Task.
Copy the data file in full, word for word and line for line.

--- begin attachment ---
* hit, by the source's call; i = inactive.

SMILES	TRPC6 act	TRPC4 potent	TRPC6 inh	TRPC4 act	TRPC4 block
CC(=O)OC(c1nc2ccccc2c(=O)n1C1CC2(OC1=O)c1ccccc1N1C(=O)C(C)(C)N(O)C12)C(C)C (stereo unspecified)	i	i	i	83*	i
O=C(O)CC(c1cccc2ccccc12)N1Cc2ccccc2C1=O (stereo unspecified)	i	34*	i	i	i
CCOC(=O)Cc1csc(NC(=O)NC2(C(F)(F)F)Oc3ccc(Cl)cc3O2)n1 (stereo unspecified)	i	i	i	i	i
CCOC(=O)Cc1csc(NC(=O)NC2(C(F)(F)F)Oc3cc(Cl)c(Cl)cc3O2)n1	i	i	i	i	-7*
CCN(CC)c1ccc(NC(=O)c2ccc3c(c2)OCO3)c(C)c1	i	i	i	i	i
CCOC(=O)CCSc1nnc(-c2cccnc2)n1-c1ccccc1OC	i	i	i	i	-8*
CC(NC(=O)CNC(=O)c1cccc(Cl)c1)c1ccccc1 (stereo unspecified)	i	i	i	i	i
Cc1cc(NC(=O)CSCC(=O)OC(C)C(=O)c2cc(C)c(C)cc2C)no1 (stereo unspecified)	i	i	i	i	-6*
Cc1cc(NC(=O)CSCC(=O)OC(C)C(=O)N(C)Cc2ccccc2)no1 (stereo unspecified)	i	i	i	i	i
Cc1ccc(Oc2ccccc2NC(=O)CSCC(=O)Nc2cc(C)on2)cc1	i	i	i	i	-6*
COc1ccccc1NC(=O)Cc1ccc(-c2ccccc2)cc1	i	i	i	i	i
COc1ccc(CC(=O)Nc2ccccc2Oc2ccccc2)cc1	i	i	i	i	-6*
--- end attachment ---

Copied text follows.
* hit, by the source's call; i = inactive.

SMILES	TRPC6 act	TRPC4 potent	TRPC6 inh	TRPC4 act	TRPC4 block
CC(=O)OC(c1nc2ccccc2c(=O)n1C1CC2(OC1=O)c1ccccc1N1C(=O)C(C)(C)N(O)C12)C(C)C (stereo unspecified)	i	i	i	83*	i
O=C(O)CC(c1cccc2ccccc12)N1Cc2ccccc2C1=O (stereo unspecified)	i	34*	i	i	i
CCOC(=O)Cc1csc(NC(=O)NC2(C(F)(F)F)Oc3ccc(Cl)cc3O2)n1 (stereo unspecified)	i	i	i	i	i
CCOC(=O)Cc1csc(NC(=O)NC2(C(F)(F)F)Oc3cc(Cl)c(Cl)cc3O2)n1	i	i	i	i	-7*
CCN(CC)c1ccc(NC(=O)c2ccc3c(c2)OCO3)c(C)c1	i	i	i	i	i
CCOC(=O)CCSc1nnc(-c2cccnc2)n1-c1ccccc1OC	i	i	i	i	-8*
CC(NC(=O)CNC(=O)c1cccc(Cl)c1)c1ccccc1 (stereo unspecified)	i	i	i	i	i
Cc1cc(NC(=O)CSCC(=O)OC(C)C(=O)c2cc(C)c(C)cc2C)no1 (stereo unspecified)	i	i	i	i	-6*
Cc1cc(NC(=O)CSCC(=O)OC(C)C(=O)N(C)Cc2ccccc2)no1 (stereo unspecified)	i	i	i	i	i
Cc1ccc(Oc2ccccc2NC(=O)CSCC(=O)Nc2cc(C)on2)cc1	i	i	i	i	-6*
COc1ccccc1NC(=O)Cc1ccc(-c2ccccc2)cc1	i	i	i	i	i
COc1ccc(CC(=O)Nc2ccccc2Oc2ccccc2)cc1	i	i	i	i	-6*